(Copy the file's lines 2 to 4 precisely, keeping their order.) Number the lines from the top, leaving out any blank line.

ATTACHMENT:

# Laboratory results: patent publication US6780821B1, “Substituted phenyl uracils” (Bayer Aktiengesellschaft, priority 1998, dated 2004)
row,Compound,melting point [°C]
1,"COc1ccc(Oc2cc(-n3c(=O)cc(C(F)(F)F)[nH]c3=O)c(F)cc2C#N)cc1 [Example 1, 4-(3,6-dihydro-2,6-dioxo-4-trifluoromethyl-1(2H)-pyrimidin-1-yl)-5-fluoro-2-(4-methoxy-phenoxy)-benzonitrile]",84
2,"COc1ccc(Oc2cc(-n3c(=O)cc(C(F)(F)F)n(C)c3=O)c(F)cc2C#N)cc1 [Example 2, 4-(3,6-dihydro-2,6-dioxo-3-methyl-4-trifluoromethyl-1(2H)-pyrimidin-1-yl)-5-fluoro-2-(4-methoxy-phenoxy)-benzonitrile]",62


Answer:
row,Compound,melting point [°C]
1,"COc1ccc(Oc2cc(-n3c(=O)cc(C(F)(F)F)[nH]c3=O)c(F)cc2C#N)cc1 [Example 1, 4-(3,6-dihydro-2,6-dioxo-4-trifluoromethyl-1(2H)-pyrimidin-1-yl)-5-fluoro-2-(4-methoxy-phenoxy)-benzonitrile]",84
2,"COc1ccc(Oc2cc(-n3c(=O)cc(C(F)(F)F)n(C)c3=O)c(F)cc2C#N)cc1 [Example 2, 4-(3,6-dihydro-2,6-dioxo-3-methyl-4-trifluoromethyl-1(2H)-pyrimidin-1-yl)-5-fluoro-2-(4-methoxy-phenoxy)-benzonitrile]",62